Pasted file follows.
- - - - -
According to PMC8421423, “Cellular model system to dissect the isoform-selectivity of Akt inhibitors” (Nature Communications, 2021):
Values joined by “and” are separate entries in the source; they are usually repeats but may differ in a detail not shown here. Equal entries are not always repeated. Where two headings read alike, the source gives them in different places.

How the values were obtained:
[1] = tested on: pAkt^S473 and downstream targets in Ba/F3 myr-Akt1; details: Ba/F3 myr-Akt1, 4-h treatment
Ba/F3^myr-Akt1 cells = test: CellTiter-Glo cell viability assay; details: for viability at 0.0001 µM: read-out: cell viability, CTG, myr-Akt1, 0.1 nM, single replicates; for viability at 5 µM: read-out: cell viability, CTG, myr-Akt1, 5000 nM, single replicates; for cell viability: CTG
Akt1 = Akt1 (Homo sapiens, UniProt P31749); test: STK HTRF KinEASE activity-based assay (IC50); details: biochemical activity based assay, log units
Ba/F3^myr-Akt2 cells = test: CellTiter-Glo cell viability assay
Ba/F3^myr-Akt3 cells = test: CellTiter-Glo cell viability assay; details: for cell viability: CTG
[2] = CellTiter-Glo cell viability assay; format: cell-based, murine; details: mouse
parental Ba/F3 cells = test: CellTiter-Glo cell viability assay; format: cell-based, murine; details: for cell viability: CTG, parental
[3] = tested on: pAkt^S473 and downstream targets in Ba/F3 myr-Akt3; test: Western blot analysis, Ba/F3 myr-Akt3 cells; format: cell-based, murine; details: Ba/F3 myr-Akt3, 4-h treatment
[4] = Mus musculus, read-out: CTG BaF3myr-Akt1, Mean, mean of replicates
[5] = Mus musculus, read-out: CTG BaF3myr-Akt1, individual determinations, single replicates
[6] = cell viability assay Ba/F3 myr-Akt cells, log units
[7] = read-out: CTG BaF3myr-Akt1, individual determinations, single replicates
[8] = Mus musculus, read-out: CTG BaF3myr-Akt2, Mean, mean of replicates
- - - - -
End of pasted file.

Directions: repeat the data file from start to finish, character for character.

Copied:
According to PMC8421423, “Cellular model system to dissect the isoform-selectivity of Akt inhibitors” (Nature Communications, 2021):
Values joined by “and” are separate entries in the source; they are usually repeats but may differ in a detail not shown here. Equal entries are not always repeated. Where two headings read alike, the source gives them in different places.

How the values were obtained:
[1] = tested on: pAkt^S473 and downstream targets in Ba/F3 myr-Akt1; details: Ba/F3 myr-Akt1, 4-h treatment
Ba/F3^myr-Akt1 cells = test: CellTiter-Glo cell viability assay; details: for viability at 0.0001 µM: read-out: cell viability, CTG, myr-Akt1, 0.1 nM, single replicates; for viability at 5 µM: read-out: cell viability, CTG, myr-Akt1, 5000 nM, single replicates; for cell viability: CTG
Akt1 = Akt1 (Homo sapiens, UniProt P31749); test: STK HTRF KinEASE activity-based assay (IC50); details: biochemical activity based assay, log units
Ba/F3^myr-Akt2 cells = test: CellTiter-Glo cell viability assay
Ba/F3^myr-Akt3 cells = test: CellTiter-Glo cell viability assay; details: for cell viability: CTG
[2] = CellTiter-Glo cell viability assay; format: cell-based, murine; details: mouse
parental Ba/F3 cells = test: CellTiter-Glo cell viability assay; format: cell-based, murine; details: for cell viability: CTG, parental
[3] = tested on: pAkt^S473 and downstream targets in Ba/F3 myr-Akt3; test: Western blot analysis, Ba/F3 myr-Akt3 cells; format: cell-based, murine; details: Ba/F3 myr-Akt3, 4-h treatment
[4] = Mus musculus, read-out: CTG BaF3myr-Akt1, Mean, mean of replicates
[5] = Mus musculus, read-out: CTG BaF3myr-Akt1, individual determinations, single replicates
[6] = cell viability assay Ba/F3 myr-Akt cells, log units
[7] = read-out: CTG BaF3myr-Akt1, individual determinations, single replicates
[8] = Mus musculus, read-out: CTG BaF3myr-Akt2, Mean, mean of replicates